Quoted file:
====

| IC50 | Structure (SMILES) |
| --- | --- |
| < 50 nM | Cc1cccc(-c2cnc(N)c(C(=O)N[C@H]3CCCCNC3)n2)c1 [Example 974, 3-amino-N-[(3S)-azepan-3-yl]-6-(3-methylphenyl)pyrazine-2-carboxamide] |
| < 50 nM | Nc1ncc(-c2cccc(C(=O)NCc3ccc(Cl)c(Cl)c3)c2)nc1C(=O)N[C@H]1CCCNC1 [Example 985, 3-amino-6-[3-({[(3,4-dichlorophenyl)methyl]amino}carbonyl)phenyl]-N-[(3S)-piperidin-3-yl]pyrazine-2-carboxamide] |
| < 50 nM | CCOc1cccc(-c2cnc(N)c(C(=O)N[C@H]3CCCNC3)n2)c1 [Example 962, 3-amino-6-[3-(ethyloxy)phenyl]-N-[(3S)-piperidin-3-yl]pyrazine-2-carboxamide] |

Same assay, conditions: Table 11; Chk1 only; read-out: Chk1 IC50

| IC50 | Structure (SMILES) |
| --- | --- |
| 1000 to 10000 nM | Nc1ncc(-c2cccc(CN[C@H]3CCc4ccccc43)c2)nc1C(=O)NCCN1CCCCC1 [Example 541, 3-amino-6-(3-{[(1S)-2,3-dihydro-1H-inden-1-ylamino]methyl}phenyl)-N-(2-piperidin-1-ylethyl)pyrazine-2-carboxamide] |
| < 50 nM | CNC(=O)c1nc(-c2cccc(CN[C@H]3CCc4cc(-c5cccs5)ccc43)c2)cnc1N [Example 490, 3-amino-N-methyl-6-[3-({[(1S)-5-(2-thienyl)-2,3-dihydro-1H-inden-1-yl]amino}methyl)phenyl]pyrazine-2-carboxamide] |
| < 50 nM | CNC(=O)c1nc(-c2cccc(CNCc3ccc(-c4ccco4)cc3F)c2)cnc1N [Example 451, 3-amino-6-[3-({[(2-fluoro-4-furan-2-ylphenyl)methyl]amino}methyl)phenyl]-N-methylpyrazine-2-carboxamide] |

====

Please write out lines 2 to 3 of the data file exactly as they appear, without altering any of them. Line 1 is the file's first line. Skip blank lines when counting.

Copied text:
| --- | --- |
| < 50 nM | Cc1cccc(-c2cnc(N)c(C(=O)N[C@H]3CCCCNC3)n2)c1 [Example 974, 3-amino-N-[(3S)-azepan-3-yl]-6-(3-methylphenyl)pyrazine-2-carboxamide] |